I spend a lot of time thinking about street names, so much so that even the mundane ones can pique my interest or make me laugh. They serve a very important purpose, of course, but I regularly find myself wondering how each one came to be. It was during these ruminations that today’s question was born: What is America’s worst street name?
“Worst,” in this case, is totally subjective. It can mean silly, or suggestive, or just plain dumb — I’m not picky. What excites me about this question is that there are so many roads in this country, and every one of you is probably going to have a different yet equally delightful answer. I mean, I’m sure a few commenters will magically land on the same ones, and that’ll be a cool moment. I look forward to it.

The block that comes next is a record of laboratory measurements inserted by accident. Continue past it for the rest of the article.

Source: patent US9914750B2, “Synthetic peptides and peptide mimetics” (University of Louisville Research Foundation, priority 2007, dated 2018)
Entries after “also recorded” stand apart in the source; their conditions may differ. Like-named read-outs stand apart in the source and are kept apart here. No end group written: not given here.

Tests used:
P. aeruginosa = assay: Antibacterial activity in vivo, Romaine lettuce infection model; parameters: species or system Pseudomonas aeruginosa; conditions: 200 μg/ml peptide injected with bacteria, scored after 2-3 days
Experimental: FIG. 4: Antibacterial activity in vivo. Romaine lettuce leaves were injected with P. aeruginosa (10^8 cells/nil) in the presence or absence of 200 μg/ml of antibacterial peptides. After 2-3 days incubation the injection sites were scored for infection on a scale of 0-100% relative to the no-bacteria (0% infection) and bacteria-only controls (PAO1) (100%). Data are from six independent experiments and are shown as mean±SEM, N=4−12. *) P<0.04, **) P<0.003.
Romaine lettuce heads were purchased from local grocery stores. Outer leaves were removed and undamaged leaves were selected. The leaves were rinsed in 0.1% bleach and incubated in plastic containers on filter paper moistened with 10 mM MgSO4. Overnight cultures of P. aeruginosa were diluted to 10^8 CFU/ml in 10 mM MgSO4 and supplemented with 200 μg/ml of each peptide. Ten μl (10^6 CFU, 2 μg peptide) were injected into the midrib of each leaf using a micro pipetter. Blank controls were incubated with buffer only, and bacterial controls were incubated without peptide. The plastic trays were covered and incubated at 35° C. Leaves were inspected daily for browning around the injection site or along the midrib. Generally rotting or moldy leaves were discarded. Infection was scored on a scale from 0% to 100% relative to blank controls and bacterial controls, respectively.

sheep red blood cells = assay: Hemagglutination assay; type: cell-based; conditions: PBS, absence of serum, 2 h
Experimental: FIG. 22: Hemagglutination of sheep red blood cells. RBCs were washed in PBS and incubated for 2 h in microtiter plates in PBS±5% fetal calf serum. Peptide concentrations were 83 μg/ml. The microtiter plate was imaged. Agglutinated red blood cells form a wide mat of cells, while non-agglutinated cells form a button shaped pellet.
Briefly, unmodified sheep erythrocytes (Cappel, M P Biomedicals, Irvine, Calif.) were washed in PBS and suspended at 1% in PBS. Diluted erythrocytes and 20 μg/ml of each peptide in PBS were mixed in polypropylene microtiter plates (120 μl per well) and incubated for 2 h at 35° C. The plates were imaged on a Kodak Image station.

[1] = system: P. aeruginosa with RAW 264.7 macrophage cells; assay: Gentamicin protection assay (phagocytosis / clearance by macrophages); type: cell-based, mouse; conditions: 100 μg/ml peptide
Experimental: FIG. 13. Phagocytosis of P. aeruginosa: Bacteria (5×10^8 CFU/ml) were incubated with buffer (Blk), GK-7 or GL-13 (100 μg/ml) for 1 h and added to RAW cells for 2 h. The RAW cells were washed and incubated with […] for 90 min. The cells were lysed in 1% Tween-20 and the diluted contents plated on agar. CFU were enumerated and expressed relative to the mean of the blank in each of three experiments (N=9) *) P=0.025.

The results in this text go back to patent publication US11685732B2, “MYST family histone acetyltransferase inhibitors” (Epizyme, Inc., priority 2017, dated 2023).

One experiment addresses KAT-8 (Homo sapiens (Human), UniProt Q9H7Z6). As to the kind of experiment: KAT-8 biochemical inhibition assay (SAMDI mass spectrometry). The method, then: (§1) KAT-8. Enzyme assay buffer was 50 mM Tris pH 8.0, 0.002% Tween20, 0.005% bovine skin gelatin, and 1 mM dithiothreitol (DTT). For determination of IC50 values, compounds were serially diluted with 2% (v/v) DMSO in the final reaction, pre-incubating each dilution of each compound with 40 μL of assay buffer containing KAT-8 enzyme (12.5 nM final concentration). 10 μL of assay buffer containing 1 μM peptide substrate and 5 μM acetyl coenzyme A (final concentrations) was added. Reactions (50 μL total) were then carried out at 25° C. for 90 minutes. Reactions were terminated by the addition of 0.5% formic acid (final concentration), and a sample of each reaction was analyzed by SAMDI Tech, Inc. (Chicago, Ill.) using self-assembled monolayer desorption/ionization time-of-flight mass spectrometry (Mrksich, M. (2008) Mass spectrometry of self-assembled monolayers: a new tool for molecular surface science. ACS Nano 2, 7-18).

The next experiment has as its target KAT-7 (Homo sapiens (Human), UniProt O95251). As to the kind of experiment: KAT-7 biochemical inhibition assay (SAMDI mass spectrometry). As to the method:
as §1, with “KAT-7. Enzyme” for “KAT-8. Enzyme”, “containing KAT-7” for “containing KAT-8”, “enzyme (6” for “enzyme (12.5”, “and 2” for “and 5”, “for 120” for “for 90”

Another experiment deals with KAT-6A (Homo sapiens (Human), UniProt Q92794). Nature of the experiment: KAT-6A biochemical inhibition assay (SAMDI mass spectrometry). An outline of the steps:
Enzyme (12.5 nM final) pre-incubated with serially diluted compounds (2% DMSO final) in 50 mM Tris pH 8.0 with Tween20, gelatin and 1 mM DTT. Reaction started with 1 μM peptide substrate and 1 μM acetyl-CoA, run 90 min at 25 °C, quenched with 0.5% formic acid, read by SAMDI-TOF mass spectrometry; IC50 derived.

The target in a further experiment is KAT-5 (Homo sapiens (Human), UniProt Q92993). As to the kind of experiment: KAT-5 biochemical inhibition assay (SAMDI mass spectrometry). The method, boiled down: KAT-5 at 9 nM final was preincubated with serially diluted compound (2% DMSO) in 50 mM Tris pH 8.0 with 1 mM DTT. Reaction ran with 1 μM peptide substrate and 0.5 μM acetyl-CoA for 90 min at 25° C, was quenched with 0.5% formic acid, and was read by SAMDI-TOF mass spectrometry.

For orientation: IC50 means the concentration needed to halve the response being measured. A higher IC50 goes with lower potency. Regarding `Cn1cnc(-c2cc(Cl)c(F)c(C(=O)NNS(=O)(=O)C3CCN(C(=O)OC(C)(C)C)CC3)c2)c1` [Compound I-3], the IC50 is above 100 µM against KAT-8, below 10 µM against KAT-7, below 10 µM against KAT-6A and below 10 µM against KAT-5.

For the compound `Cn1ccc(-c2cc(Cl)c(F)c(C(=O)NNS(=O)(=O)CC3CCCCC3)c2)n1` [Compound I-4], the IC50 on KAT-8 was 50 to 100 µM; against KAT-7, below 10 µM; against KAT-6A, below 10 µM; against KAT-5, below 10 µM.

I’ll throw two out there: When this came up in Slack just now, my colleagues Norman and José brought up Alameda de las Pulgas in California, connecting San Mateo and Menlo Park. I’d never heard of this one before, but apparently it translates to “avenue of fleas” in English.
As for my pick, I have to go local. There’s a mostly straight route in Bucks County, Pennsylvania, called Street Road, which I find stupidly amusing. The weird part is, no one in the Keystone State seems to care. I’m not originally from Pennsylvania, so when I learned of Street Road’s existence a few years back, I couldn’t help but comment on its redundancy to everyone I met. I’m pretty sure they all thought I was nuts.
Wikipedia suggests it was named that because in the 1800s and early 1900s, “street” typically conveyed a paved road, rather than acting as a synonym for road, which is sort of how it’s used today. I surmise that this quality made it unique among all the neighboring roads at the time. I still think it’s hilarious.